Join
Contact

The Art of Product Selection

Posted By: Todd McCormick Thrive ,

For retail, the beginning of the year is my favorite. Your inventory has cleared out from holiday sales, so you have extra space for new products that will breathe fresh life into your shop. Timing is perfect, with spring pre-season orders starting to arrive and fall pre-season order deadlines coming up. It’s a great time to reflect on which products to keep or discontinue and create a plan for new merchandise that will be coming in. With an abundance of companies and products to choose from, how do you know what products are right for your shop?

A good starting place is knowing what has worked in the past. Make data-based decisions from your sales history by tracking the top and bottom brands and products for the trailing year, quarter, and/or month.

The 80/20 rule can often apply to retail sales:
80% of your revenue is generated from 20% of your inventory. Figure out what products are in this 20%, and have a plan to make sure you always have those products on hand. This will ensure you never miss out on sales of your top movers. But don’t neglect those products that fall into the 80%: these items are an important part of the formula and will pull people into the shop.

Customers step into the shop to see that colorful new crash pad or play with those shiny new cams, even if they do end up purchasing something else.

If you’ve been tracking top and bottom brand performers, then you should have an idea for potential changes in the selection of brands that you want to represent. Although your core vendors are unlikely to change from year to year, it’s a good idea to regularly try out one or two new vendors to compare how their products perform with what you already have in the shop. If your customers get used to seeing the same items over and over, they will stop coming in to look around. Keep the selection fresh to keep their interest.

When thinking about what brands to work with, consider whether the brand’s story aligns with your gym’s vision. It’s also important to consider what margins and terms a company offers; you always want to keep an eye on your bottom line. Paying attention to conditions like shipping charges, order minimums, and pre-season terms can be important in understanding if a vendor is right for your shop.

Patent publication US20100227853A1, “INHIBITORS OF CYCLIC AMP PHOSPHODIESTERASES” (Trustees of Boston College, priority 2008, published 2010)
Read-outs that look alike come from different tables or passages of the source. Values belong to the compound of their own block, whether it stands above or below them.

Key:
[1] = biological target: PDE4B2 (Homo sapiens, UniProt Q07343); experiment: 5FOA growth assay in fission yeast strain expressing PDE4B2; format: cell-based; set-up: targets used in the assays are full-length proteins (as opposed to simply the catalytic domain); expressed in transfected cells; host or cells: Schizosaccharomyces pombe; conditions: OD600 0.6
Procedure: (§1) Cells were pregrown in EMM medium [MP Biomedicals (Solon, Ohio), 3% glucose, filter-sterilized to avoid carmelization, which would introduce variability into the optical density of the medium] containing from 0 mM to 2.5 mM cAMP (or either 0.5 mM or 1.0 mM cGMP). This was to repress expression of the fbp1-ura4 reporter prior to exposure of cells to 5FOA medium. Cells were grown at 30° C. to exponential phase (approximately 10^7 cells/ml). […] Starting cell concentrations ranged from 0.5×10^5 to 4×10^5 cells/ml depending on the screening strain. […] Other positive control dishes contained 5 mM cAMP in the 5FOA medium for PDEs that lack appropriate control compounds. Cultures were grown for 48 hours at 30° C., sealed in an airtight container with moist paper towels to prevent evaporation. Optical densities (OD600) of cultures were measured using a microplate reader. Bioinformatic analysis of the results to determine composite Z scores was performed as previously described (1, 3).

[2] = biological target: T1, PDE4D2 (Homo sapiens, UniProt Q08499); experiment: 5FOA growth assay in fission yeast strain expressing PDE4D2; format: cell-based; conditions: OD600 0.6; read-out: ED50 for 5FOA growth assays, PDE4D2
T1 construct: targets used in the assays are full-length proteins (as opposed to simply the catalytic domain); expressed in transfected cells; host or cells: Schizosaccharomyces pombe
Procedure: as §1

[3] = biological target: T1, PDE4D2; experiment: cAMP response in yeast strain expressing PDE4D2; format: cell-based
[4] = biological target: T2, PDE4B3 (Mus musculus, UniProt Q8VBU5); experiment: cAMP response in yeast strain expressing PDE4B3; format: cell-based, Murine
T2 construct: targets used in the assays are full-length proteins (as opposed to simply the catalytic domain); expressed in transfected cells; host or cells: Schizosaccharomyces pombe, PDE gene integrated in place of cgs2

Now that you know the sales numbers from last year and have figured out your brand line-up for this year, it’s time to figure out what products to carry. In general, carry at least three tiers of a given product. Ideally, a new climber will buy their first pair of shoes from your shop. Then, once they are ready for their next pair, they already know you have something for them to choose from. You could lose a customer if you only carry entry level shoes (nothing for them to grow into), or if you only carry more aggressive shoes (nothing to attract the entry-level shopper).

It’s also important to make sure you are carrying enough product from a given brand to help them sell their story. If you only carry one or two products, then your customers are probably missing out on that brand’s presence in your shop and it is likely not going to perform well.

Lastly, try new products! Aim for at least one new product from each brand you carry each year. New products not only give people a reason to keep coming into your shop, but also show that you are keeping up with the latest technology.

Take advantage of pre-season orders to try out new products at a discount. Not every new shoe rubber, cam design, or lightweight harness will be a hit, but you won’t know the next hot item unless you keep a fresh selection in your store.

There is a lot that goes into optimal product and brand selection. It can be daunting, but it can also be rewarding! Keep a close eye on sales data and use it to inform your purchasing decisions. Choose vendors that have a vision that aligns with your gym’s. Don’t be afraid to buy new products—they keep your shop looking fresh and maintain your customers’ attention. Lastly, have fun with it! You’re unlikely to get it perfect on the first try, so be ready to tweak your plan throughout the year. It’s all part of the process.


About the Author

Todd McCormick is the sole owner and operator of Keystone Climbing Consultants, helping gyms become more efficient in their retail operations. Todd holds degrees in Industrial Engineering from the University of Pittsburgh and in Math Education from the University of Kentucky. He has been an avid climber for 17 years and has been managing gyms, guiding new climbers, and working in outdoor recreation ever since.